vertically spaced bars supported on said frame in a generally horizontal orientation to define a selected plurality of levels;
a plurality of cages, each cage supported at a selected level on the bars associated with the selected level;
at least one bar supported on said frame in a generally horizontal orientation above the cages of each level, each such bar being generally tubular with a hollow interior and narrow opening along its length;
means for connecting each of said bars to an overpressured source of air from which undesirable external environmental contents have been removed; and
means for venting overpressured air from the enclosure interior.
14. The isolator of claim 13, wherein each bar includes an interior opening which, in a plane perpendicular to the axial direction of the bar, has an area which is greater than the area of the narrow outlet opening along the bar.
15. The isolator of claim 13, wherein the outlet opening of each bar comprises a plurality of axially spaced slit sections.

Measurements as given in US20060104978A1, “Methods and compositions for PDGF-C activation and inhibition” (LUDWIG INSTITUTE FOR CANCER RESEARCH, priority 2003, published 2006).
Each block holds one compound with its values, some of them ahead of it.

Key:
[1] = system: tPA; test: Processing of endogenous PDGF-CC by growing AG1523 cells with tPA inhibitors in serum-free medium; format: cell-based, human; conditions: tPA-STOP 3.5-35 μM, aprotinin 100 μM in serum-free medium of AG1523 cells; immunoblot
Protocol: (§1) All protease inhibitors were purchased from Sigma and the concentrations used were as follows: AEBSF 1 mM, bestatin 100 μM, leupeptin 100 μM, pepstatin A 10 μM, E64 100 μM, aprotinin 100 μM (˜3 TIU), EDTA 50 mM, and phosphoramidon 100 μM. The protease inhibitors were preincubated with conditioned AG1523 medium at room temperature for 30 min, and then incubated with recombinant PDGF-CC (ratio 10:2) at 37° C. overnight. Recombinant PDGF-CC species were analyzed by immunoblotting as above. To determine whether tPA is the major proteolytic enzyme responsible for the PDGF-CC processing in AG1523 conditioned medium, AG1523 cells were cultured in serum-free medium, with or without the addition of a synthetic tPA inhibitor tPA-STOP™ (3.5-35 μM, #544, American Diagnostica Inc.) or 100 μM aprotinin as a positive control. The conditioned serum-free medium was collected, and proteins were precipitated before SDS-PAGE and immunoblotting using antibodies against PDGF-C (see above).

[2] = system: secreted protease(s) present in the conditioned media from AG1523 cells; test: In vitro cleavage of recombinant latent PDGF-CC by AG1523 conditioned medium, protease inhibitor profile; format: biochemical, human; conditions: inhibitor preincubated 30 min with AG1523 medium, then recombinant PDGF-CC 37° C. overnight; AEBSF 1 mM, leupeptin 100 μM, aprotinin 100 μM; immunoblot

Description
BACKGROUND OF THE INVENTION

1. Technical Field

The present invention is directed toward isolators, and more particularly toward a ventilation system for isolators which control the environment of animals for experimental purposes.

2. Background Art

As medical science has progressed, the production of laboratory animals in germ-free (axenic) status has become desirable in order to obtain more statistically significant laboratory experiments. The maintenance of animals in long-term studies requires a consistent uniform environment. Also, it has become important to protect workers caring for the laboratory animals from the environment in which the laboratory animals are subjected, not only for safety reasons (for example, to protect workers from asbestos fibers, aerosols, or other toxic substances which may be either inhaled or absorbed by skin contact) but also in order to obtain valid interpretable test results with the animals.

A number of different types of isolators have been developed which encapsulate a cage or system of cages to separate the environment of the animals from that of the workers.